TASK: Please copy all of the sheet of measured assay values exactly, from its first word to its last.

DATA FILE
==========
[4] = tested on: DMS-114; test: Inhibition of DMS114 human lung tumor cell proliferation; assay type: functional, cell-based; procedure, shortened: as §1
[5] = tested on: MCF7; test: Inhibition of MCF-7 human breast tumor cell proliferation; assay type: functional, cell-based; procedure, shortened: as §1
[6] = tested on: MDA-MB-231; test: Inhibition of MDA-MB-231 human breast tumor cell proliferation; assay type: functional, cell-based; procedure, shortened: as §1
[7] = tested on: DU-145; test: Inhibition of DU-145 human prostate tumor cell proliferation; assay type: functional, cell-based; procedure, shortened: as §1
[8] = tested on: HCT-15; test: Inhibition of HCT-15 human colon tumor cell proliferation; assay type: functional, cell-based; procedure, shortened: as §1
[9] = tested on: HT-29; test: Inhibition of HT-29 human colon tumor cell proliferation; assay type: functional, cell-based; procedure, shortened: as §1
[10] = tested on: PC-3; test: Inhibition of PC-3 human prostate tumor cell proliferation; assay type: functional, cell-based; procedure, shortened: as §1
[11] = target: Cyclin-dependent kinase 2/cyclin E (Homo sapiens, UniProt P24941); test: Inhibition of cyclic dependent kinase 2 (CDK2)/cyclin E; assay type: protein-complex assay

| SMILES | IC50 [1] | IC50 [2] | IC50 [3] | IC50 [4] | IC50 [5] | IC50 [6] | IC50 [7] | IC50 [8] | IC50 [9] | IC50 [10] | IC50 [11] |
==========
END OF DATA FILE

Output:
[4] = tested on: DMS-114; test: Inhibition of DMS114 human lung tumor cell proliferation; assay type: functional, cell-based; procedure, shortened: as §1
[5] = tested on: MCF7; test: Inhibition of MCF-7 human breast tumor cell proliferation; assay type: functional, cell-based; procedure, shortened: as §1
[6] = tested on: MDA-MB-231; test: Inhibition of MDA-MB-231 human breast tumor cell proliferation; assay type: functional, cell-based; procedure, shortened: as §1
[7] = tested on: DU-145; test: Inhibition of DU-145 human prostate tumor cell proliferation; assay type: functional, cell-based; procedure, shortened: as §1
[8] = tested on: HCT-15; test: Inhibition of HCT-15 human colon tumor cell proliferation; assay type: functional, cell-based; procedure, shortened: as §1
[9] = tested on: HT-29; test: Inhibition of HT-29 human colon tumor cell proliferation; assay type: functional, cell-based; procedure, shortened: as §1
[10] = tested on: PC-3; test: Inhibition of PC-3 human prostate tumor cell proliferation; assay type: functional, cell-based; procedure, shortened: as §1
[11] = target: Cyclin-dependent kinase 2/cyclin E (Homo sapiens, UniProt P24941); test: Inhibition of cyclic dependent kinase 2 (CDK2)/cyclin E; assay type: protein-complex assay

| SMILES | IC50 [1] | IC50 [2] | IC50 [3] | IC50 [4] | IC50 [5] | IC50 [6] | IC50 [7] | IC50 [8] | IC50 [9] | IC50 [10] | IC50 [11] |